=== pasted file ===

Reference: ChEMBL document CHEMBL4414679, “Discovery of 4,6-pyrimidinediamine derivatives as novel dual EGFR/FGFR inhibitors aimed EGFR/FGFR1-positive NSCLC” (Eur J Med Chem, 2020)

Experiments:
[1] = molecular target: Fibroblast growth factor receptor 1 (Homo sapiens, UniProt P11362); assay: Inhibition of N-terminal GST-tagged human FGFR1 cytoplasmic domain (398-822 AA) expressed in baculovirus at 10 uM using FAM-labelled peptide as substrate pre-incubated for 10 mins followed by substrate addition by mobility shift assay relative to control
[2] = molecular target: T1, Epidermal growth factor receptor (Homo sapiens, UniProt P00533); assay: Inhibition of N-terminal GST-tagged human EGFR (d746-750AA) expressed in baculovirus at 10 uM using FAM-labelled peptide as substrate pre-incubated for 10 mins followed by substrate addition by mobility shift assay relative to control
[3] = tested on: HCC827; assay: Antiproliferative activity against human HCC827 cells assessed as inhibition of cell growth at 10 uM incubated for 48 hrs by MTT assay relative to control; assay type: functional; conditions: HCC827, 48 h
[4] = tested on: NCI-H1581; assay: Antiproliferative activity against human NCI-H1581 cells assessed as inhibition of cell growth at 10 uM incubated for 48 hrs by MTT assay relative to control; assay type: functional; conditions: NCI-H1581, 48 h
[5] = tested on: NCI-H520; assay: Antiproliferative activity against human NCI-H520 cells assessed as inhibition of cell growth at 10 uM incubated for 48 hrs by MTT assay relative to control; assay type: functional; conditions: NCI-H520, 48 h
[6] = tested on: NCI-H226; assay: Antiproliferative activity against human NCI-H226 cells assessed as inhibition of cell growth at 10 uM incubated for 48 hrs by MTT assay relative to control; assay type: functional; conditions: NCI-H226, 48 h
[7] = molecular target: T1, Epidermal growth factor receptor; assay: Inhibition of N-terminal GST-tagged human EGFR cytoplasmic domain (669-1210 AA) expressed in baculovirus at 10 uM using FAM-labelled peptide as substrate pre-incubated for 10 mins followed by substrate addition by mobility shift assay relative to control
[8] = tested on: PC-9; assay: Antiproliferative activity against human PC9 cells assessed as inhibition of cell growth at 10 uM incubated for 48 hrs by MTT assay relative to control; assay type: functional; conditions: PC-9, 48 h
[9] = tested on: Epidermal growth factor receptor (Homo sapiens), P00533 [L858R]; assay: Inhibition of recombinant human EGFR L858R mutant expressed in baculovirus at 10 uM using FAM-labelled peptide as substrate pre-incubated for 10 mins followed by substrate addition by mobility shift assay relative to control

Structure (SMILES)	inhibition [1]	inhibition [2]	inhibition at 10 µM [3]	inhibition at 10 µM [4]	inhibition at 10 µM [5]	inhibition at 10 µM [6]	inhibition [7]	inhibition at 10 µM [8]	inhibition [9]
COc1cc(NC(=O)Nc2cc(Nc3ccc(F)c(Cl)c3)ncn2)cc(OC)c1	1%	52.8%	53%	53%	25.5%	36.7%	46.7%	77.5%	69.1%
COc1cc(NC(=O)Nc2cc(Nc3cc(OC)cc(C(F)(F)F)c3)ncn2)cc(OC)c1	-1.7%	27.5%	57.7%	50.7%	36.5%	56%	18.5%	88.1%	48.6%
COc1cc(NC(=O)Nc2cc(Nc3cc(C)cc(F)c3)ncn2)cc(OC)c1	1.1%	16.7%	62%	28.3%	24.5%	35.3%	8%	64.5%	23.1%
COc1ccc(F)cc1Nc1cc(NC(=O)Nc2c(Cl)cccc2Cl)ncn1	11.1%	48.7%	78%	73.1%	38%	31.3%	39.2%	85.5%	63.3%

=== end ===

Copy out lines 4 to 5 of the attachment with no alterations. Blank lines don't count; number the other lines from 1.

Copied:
[2] = molecular target: T1, Epidermal growth factor receptor (Homo sapiens, UniProt P00533); assay: Inhibition of N-terminal GST-tagged human EGFR (d746-750AA) expressed in baculovirus at 10 uM using FAM-labelled peptide as substrate pre-incubated for 10 mins followed by substrate addition by mobility shift assay relative to control
[3] = tested on: HCC827; assay: Antiproliferative activity against human HCC827 cells assessed as inhibition of cell growth at 10 uM incubated for 48 hrs by MTT assay relative to control; assay type: functional; conditions: HCC827, 48 h